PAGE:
Yei, South Sudan
O, Sariputra Form is Empty, Emptiness is Form
Tucked inside the mosquito net’sgauzy bubble, taut white fabricrounded over her cot like a bridal dome,she turns out her headlampso they can’t see her silhouette.
Outside, soldiers drink hard at the bar,a six-foot waitress shuffles by in flip-flopsshooing away flies scurryingin and out of the mouthsof bottles of Blue Nile.
From her room, she can hear Amin,all fire and brimstone from the throneof his broken, plastic chair.Unzipping herself from her stuffy bridal chamber,she peers out from behind the vinyl curtains of her cell.Despite the Blue Niles slugging through his veinshe still looks stunned, hijacked with adrenalinbusted red capillaries.
It starts to thunder,already whole chunks of roadgape open, another well-meaning aid project will [End Page 52] swell, loosen,come apart at the seams.She thinks of Taban, their tiny night guardwho slept in their closet with the ratsamidst the frayed electrical cords,leaky roof, bow and arrow at the ready,the one who robbed themand now sits in a dank Yei prison.
She thinks of her university back home, the academicspecking rabidly at their laptopswith their ten million eyesand finicky tentacles,scoffing at her naïveté,her insistent gropinginside the emptiness of a post-modern world.
She wants to lie down,let their bony beaks have their way,when the Buddha comesand speaks through her,slapping something like the heart sutradown at their feet:
Listen, lest you smug and shirkat the white girl in a black man’s land,her naïve grand narrativesplaced like wedding cakes in this dusty apocalypticbowl of war,lest you smack your lipsand wait for her failure to bloom and gush,remember this:your deconstruction, just more puppetryin an endless play which has no plot,no end to anyone’s meaning, no beginning,no eye dhatu, no ear dhatu,no Post, no Modern [End Page 53] no-anthro, no-polo, no-gistonly this planet, with its sweet and terrible songsthat hover like fog in giant capes of hope and doubt,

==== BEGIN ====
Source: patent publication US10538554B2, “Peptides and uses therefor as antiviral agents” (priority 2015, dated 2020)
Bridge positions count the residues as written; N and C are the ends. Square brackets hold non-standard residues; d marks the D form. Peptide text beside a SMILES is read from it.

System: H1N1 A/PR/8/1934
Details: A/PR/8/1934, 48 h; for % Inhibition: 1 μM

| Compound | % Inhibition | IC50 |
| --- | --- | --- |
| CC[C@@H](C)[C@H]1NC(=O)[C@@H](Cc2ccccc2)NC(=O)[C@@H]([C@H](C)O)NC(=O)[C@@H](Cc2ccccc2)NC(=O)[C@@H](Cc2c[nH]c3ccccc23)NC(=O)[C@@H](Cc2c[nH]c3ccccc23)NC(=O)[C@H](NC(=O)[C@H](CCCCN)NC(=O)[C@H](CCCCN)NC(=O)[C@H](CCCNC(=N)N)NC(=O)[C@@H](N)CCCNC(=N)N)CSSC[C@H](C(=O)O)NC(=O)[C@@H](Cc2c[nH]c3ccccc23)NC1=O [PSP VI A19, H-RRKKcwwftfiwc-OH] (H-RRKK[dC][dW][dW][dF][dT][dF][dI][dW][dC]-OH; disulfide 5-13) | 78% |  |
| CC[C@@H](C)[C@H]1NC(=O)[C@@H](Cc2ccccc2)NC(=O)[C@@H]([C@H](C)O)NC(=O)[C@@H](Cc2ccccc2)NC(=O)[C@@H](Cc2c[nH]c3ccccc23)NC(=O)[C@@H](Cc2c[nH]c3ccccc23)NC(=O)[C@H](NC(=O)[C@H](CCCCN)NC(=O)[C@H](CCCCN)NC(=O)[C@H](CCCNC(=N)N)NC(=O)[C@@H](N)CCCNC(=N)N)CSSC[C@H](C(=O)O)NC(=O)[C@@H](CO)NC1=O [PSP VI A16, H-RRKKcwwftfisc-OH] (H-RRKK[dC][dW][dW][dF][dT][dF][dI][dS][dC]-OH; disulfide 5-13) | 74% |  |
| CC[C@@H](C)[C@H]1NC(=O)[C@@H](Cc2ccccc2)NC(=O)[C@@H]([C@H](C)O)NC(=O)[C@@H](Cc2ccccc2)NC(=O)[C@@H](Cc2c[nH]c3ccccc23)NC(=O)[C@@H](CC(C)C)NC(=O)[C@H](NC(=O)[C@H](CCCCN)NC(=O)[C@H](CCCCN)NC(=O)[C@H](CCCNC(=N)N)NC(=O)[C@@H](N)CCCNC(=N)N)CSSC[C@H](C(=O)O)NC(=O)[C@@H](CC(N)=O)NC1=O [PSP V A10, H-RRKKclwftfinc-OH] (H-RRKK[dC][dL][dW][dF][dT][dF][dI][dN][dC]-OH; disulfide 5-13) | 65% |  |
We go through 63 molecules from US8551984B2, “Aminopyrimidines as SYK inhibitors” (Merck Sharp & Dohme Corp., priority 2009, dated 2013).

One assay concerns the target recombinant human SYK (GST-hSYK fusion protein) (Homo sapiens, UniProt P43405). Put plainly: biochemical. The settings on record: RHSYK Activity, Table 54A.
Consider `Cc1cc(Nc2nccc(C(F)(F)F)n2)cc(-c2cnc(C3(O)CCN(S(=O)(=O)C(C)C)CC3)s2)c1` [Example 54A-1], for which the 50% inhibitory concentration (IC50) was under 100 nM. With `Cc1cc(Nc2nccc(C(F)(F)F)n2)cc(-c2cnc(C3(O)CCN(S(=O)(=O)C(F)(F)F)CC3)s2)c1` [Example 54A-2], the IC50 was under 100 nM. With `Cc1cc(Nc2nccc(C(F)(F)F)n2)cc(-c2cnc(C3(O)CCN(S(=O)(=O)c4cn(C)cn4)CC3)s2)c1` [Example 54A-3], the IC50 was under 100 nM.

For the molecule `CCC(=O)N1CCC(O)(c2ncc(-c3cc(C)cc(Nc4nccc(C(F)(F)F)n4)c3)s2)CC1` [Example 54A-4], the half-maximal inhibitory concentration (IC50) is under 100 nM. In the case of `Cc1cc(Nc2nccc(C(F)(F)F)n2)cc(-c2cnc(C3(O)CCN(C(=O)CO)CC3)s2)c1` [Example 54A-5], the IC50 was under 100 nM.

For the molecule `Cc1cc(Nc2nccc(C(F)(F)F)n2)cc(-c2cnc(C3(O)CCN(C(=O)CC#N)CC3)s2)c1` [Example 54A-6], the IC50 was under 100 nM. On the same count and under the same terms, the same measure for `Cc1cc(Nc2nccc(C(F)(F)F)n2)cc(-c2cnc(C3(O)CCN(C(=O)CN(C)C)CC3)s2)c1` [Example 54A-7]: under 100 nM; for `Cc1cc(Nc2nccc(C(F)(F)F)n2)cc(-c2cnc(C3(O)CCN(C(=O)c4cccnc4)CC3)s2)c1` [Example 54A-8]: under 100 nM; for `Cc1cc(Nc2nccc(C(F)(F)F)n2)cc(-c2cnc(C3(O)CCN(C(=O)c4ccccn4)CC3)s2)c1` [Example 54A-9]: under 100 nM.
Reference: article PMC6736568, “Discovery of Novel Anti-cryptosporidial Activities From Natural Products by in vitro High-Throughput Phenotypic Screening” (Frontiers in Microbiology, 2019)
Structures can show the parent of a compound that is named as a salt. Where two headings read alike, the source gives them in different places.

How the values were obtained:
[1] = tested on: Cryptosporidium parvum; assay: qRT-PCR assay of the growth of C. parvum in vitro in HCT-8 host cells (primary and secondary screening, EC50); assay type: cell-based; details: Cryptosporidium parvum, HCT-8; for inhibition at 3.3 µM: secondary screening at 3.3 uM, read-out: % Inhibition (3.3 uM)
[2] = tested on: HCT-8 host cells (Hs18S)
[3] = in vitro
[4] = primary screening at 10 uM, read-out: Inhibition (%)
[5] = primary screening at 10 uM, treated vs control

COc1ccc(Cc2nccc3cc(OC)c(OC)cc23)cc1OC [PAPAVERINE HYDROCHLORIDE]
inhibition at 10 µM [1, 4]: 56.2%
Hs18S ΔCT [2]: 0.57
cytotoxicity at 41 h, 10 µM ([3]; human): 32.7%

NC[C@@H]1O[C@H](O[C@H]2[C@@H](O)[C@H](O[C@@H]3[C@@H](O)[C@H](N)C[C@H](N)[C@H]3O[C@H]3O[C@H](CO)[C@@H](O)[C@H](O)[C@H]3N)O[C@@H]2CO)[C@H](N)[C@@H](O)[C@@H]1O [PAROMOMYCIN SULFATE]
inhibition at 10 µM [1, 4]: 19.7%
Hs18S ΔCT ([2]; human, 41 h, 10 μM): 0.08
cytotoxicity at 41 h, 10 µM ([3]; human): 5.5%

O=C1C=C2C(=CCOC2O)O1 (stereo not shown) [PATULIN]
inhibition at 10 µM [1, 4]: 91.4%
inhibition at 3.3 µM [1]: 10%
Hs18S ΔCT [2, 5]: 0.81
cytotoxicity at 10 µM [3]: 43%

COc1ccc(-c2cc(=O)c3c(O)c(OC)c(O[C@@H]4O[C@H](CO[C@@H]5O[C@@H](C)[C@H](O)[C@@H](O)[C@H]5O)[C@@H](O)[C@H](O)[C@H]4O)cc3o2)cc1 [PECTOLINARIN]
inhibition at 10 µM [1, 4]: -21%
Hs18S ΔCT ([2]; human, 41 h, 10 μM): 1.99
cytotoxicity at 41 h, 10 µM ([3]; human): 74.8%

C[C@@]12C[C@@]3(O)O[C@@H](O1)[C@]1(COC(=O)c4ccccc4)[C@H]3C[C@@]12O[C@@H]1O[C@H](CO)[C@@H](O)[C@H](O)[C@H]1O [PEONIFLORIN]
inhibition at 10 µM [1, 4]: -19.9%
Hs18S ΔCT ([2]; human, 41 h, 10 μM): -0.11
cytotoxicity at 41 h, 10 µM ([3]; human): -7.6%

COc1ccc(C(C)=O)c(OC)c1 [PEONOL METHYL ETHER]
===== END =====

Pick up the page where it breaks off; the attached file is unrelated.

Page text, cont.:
Lest you get tempted to excuse yourself,and float high up into the rafters of the void,remember the wisdom of no escape,the straddling of everything and nothing,the way emptiness, sunyata,must be sat on as if it were a bulging nestwhile still speaking of love.Emptiness whipped into a frothlight as clouds, poured into kindness no less fragilethan a child’s meringueswhich themselves crumble into dustat even the slightest touch.
The next morninginside the net, she tears a power bar from its metallic skin,heads toward the ngo’s dilapidated officeshe calls “the crack house,”and creeps out into the limping shantytown,cachectic men sleeping off hungeras the whine of cicadas moans like a siren,and the fluorescent sunbleaches the crap out of the Congo road.
A Nuba boy by the side of the roadlooks up from his dopey malarial puddleas a landmine truck races by. In spite ofthe systematic emptyingof anything real in the streets of her mind,she feels a sharp tenderness pass between them,a wince of sweetness amidst the void that’s emptiness,the way a salmon pulses upstreamdespite the vastness of water,or a large owl beats quietly, across the night, [End Page 54] from limb to limbamidst the endless black that isn’t endless at all.Good Night Sweet Princeand flights of angels sing thee to thy rest.
Gate, gate, paragate, parsamgate, bodhi svaha!Gone, gone beyond, completely beyond, gone beyond gone! [End Page 55]
Adrie Kusserow is professor of cultural anthropology at St. Michael’s College in Vermont. Along with the Lost Boys of Sudan, she cofounded Africa eli (Education and Leadership Initiative: Bridging Gender Gaps through Education) and works with Nuba refugee youth in Yei, South Sudan. She has published two books of poetry, Hunting Down the Monk and Refuge (BOA Editions).